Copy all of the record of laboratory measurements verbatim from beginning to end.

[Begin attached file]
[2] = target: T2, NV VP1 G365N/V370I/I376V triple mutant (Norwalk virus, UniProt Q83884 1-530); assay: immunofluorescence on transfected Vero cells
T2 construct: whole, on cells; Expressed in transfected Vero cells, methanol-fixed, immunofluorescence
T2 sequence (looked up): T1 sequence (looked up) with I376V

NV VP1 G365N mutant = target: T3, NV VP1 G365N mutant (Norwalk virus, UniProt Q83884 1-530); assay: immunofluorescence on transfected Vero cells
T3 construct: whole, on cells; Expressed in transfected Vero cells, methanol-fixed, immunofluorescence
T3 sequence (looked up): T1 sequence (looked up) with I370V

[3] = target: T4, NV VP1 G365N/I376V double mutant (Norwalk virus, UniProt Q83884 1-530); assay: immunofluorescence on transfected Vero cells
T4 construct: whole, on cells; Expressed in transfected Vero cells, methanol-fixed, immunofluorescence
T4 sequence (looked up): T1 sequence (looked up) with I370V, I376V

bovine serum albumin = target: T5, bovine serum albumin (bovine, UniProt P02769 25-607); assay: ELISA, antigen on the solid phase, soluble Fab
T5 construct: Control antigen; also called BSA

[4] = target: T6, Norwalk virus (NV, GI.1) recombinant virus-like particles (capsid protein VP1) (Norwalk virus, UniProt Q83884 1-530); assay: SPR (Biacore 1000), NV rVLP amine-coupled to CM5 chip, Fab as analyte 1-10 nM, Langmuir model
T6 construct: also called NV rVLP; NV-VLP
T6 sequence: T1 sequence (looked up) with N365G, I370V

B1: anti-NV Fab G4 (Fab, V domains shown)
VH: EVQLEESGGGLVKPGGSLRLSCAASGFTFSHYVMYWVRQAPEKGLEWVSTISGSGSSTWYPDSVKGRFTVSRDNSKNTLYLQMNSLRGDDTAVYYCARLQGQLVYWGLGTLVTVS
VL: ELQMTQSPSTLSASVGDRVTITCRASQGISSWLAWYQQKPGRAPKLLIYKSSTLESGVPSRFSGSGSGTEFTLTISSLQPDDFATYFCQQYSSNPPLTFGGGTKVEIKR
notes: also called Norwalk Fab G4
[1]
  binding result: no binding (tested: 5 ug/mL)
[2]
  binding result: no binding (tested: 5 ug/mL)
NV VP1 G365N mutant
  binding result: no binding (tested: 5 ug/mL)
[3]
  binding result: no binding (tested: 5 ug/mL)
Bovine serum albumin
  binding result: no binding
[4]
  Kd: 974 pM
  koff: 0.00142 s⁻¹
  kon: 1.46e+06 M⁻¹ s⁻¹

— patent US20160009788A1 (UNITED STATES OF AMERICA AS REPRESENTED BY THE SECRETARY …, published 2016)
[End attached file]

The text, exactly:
[2] = target: T2, NV VP1 G365N/V370I/I376V triple mutant (Norwalk virus, UniProt Q83884 1-530); assay: immunofluorescence on transfected Vero cells
T2 construct: whole, on cells; Expressed in transfected Vero cells, methanol-fixed, immunofluorescence
T2 sequence (looked up): T1 sequence (looked up) with I376V

NV VP1 G365N mutant = target: T3, NV VP1 G365N mutant (Norwalk virus, UniProt Q83884 1-530); assay: immunofluorescence on transfected Vero cells
T3 construct: whole, on cells; Expressed in transfected Vero cells, methanol-fixed, immunofluorescence
T3 sequence (looked up): T1 sequence (looked up) with I370V

[3] = target: T4, NV VP1 G365N/I376V double mutant (Norwalk virus, UniProt Q83884 1-530); assay: immunofluorescence on transfected Vero cells
T4 construct: whole, on cells; Expressed in transfected Vero cells, methanol-fixed, immunofluorescence
T4 sequence (looked up): T1 sequence (looked up) with I370V, I376V

bovine serum albumin = target: T5, bovine serum albumin (bovine, UniProt P02769 25-607); assay: ELISA, antigen on the solid phase, soluble Fab
T5 construct: Control antigen; also called BSA

[4] = target: T6, Norwalk virus (NV, GI.1) recombinant virus-like particles (capsid protein VP1) (Norwalk virus, UniProt Q83884 1-530); assay: SPR (Biacore 1000), NV rVLP amine-coupled to CM5 chip, Fab as analyte 1-10 nM, Langmuir model
T6 construct: also called NV rVLP; NV-VLP
T6 sequence: T1 sequence (looked up) with N365G, I370V

B1: anti-NV Fab G4 (Fab, V domains shown)
VH: EVQLEESGGGLVKPGGSLRLSCAASGFTFSHYVMYWVRQAPEKGLEWVSTISGSGSSTWYPDSVKGRFTVSRDNSKNTLYLQMNSLRGDDTAVYYCARLQGQLVYWGLGTLVTVS
VL: ELQMTQSPSTLSASVGDRVTITCRASQGISSWLAWYQQKPGRAPKLLIYKSSTLESGVPSRFSGSGSGTEFTLTISSLQPDDFATYFCQQYSSNPPLTFGGGTKVEIKR
notes: also called Norwalk Fab G4
[1]
  binding result: no binding (tested: 5 ug/mL)
[2]
  binding result: no binding (tested: 5 ug/mL)
NV VP1 G365N mutant
  binding result: no binding (tested: 5 ug/mL)
[3]
  binding result: no binding (tested: 5 ug/mL)
Bovine serum albumin
  binding result: no binding
[4]
  Kd: 974 pM
  koff: 0.00142 s⁻¹
  kon: 1.46e+06 M⁻¹ s⁻¹

— patent US20160009788A1 (UNITED STATES OF AMERICA AS REPRESENTED BY THE SECRETARY …, published 2016)